Authenticity’ is a watchword of our time, especially in the business world. Every seminar, conference and HR department wants to know if you’re “bringing your whole, authentic self to work”. Warning – they don’t mean it. If you really brought your whole self to work, you’d call someone a small-minded, entitled dictator and get fired inside a week. What they really mean is “bring more of your best self to work”. Your worst self is of course reserved for those who love you most – your family. It’s no less authentic but far less socially acceptable.
How Far Would You Go To Disguise Your Privilege?
Is privilege a dirty word? If so, how far would you go to disguise yours? Modulate your accent, keep quiet about your parents’ jobs, talk about your years at state sixth form rather than the decade at private school… It’s innocent enough, but in these politically charged times, some people would rather take cover under a marginalised identity they’re not entitled to than face up to the advantages of their reality.
The Enchantress: Dolores del Río’s Spellbinding Life
All about the actor who captivated everyone from Frida Kahlo to Orson Welles—and still decided to leave Hollywood behind.
As biographer Linda B. Hall explores in Dolores del Río: Beauty in Light and Shade, America’s first Mexican-born superstar was much more than an iconic face. Her sophistication, style and artistry bewitched everyone from Stella Adler to John Ford, Federico Fellini, and her great friends Frida Kahlo and Diego Rivera, who proclaimed to be “totally in love with her, just like forty million Mexicans and one hundred and twenty million Americans who couldn’t be wrong.” But being worshipped and stereotyped as an exquisite, exotic clotheshorse with 600 perfumes and an enviable jewelry collection—pearls for day, rubies for night—was not what del Río was after. Searching for artistic satisfaction, she gave up her life (and paychecks) in Hollywood and reinvented herself as a serious, collaborative actress in Mexico, forging her own way after a lifetime of being coddled and controlled. “I want freedom,” she once said. “I am going to get down to life, whatever it may be.”
‘Outlander’ Star Confirms He’s Been Secretly Cast in HBO’s ‘House of the Dragon’
Graham McTavish says he’s been cast in the ‘Game of Thrones’ prequel in a mysterious role.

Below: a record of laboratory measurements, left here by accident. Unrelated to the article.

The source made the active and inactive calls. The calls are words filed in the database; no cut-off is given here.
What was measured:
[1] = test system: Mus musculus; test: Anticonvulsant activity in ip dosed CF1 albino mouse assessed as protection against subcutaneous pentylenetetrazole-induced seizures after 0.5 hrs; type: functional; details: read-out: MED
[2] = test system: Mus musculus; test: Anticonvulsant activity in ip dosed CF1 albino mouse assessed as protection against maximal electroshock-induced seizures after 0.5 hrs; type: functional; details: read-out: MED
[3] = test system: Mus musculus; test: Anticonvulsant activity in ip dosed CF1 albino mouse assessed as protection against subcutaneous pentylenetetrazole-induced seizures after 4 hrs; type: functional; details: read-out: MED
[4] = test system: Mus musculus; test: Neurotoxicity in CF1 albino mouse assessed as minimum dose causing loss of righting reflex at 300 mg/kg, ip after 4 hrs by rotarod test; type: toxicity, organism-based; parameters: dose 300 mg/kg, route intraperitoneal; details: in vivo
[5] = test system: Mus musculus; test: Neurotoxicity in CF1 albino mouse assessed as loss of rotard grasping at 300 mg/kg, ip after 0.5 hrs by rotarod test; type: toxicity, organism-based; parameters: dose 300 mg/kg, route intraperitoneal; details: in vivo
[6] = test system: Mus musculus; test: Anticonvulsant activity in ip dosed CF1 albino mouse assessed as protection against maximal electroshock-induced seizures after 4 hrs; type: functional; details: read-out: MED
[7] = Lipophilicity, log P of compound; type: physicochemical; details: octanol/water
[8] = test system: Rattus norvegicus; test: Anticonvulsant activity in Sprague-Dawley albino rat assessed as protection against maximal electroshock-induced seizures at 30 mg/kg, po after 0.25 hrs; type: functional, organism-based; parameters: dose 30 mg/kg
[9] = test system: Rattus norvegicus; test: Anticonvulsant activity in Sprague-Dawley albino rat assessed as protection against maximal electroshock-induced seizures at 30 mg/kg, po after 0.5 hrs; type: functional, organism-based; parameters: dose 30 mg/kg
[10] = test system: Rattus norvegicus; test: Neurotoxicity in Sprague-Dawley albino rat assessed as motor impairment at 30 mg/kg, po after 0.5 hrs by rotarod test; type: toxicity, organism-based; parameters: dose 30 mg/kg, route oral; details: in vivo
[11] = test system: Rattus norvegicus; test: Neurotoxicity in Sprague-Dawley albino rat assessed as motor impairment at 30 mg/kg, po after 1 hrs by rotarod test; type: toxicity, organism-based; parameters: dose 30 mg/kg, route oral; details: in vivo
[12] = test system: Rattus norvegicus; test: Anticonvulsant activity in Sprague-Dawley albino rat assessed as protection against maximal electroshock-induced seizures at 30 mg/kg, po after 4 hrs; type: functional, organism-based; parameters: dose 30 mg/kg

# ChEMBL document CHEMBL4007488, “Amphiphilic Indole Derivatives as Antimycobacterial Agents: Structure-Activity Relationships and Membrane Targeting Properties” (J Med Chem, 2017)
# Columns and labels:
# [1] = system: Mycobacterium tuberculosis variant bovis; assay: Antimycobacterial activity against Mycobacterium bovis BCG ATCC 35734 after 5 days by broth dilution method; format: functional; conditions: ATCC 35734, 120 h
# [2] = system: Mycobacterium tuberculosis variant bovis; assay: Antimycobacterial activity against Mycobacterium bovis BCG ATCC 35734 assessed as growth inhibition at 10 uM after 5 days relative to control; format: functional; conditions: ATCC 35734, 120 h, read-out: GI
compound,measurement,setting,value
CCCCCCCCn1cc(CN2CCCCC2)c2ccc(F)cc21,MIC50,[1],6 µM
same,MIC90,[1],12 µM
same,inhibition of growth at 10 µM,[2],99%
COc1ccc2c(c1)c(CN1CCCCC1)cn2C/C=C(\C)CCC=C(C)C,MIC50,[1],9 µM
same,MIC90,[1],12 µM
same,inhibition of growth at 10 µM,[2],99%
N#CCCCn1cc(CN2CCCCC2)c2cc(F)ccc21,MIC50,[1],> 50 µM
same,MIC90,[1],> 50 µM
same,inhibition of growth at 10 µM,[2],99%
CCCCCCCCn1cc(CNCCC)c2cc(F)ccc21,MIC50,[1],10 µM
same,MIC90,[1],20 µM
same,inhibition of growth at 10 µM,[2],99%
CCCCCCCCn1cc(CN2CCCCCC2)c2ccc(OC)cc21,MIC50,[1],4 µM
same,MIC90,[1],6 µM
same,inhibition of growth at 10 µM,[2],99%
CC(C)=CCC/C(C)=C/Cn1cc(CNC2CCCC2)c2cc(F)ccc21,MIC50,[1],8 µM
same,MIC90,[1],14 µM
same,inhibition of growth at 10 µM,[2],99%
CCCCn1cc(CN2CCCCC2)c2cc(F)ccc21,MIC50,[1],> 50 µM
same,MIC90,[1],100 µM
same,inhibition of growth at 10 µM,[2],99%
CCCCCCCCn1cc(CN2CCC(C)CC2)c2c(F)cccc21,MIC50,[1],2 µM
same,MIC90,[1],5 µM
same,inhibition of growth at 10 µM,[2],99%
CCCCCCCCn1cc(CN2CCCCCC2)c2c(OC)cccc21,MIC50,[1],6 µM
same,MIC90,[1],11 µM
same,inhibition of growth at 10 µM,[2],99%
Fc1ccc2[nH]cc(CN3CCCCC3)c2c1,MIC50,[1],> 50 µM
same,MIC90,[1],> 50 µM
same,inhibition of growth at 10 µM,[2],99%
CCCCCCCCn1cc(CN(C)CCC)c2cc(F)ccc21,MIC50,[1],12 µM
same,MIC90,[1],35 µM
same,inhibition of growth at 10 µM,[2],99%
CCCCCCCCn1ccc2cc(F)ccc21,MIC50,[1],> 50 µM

While HBO isn’t commenting or confirming the casting, the actor was reportedly spotted in costume on the set and now says in a new interview with the U.K. fashion magazine Stylist that he’s appearing in the show.
“I’m enjoying that, yes,” McTavish said when asked about the series in an interview promoting his new documentary Men in Kilts. “I’m really having a lot of fun. We’ve just started. It’s a very big project, so we’re getting to know each other. They’re lovely people. It’s great, but I can’t tell you too much. I can’t tell you really anything about the story! But it involves a lot of dragons.”
How Hacks Co-creator Jen Statsky Made a Timeless Comedy for the Twitter Era
When Statsky called from Los Angeles one afternoon before the series premiere on May 13, she explained the idea for this series was actually born out of a road trip the co-creators took to Maine five years ago. A segment of Downs’ Netflix sketch show, The Characters, required them to go to a monster truck rally, and on the way there, they started talking, broadly, about women just like the character Deborah Vance, or “standup comedians who never really got their due, while their male counterparts were far more revered and put in the spotlight,” Statsky said. “There are women who were quietly, but so importantly, doing the work of blazing a trail for other women, and they get knocked down a million times but get back up a million and one,” she added, citing Phyllis Diller, Joan Rivers, Debbie Reynolds, and Susie Essman, to name a few.
How the Duchess of Cornwall’s idea led to four life-size elephant sculptures arriving in Lord Carrington’s garden
As the herd moves on to London’s royal parks this week, Tatler looks back at how Lord Carrington and his family grew to love living with their adopted elephant sculptures from the Elephant Family’s CoExistence campaign during the lockdown
‘They did attract rather a lot of attention when they were lifted in,’ laughs Lord Carrington. He’s talking about the four life-sized elephant sculptures, crafted out of an invasive weed (Lantana camara) by artists living in the jungles of Tamil Nadu, that have been living in his garden for the past five months.
Should the Olympics play on in a pandemic?
Some of the festival atmosphere isn’t going to exist with Covid-19. But even without the influx of foreign fans this year, thousands of athletes and all their coaches and support staff, and global media and all their crews, will be arriving in Tokyo. They’ll be flying in from all over the world, some from places experiencing severe outbreaks. And they’ll arrive in Japan where, right now, cases are close to their January peak and the country’s fully vaccinated rate is around 1 percent.
“Is that a set of circumstances where you open a country to travelers bringing new variants from, well, everywhere?” Amir Attaran, professor of law, epidemiology, and public health at the University of Ottawa, wrote in an email.
These photographs celebrate the hedonism of pre-pandemic partying
From Ibiza’s most legendary clubs, underground raves in Saint Petersburg, and going on the lash in 1980s discotheques, we look at the photographs commemorating wild nights out in the world before coronavirus
Clubbing seems like a distant memory. As we emerge somewhat from this long period of intermittent isolation, just the idea of numerous people gathered together in close, sweaty proximity feels fantastical. Who knows what post-pandemic socialising will look like.
As UK pubs and restaurants are allowed to reopen this week for trading indoors and we take another tentative step towards something that feels more like normality, we’ve collected together a selection of the most exciting photography chronicling the hedonistic pre-coronavirus world. From wild nights on Ibiza’s most legendary dance floors, Russia’s anarchic DIY raves in abandoned brutalist factories, and getting off with strangers in 1980s discotheques, we look back at the photographs capturing these lost nights of abandon.
[Photo Credit: archello.com]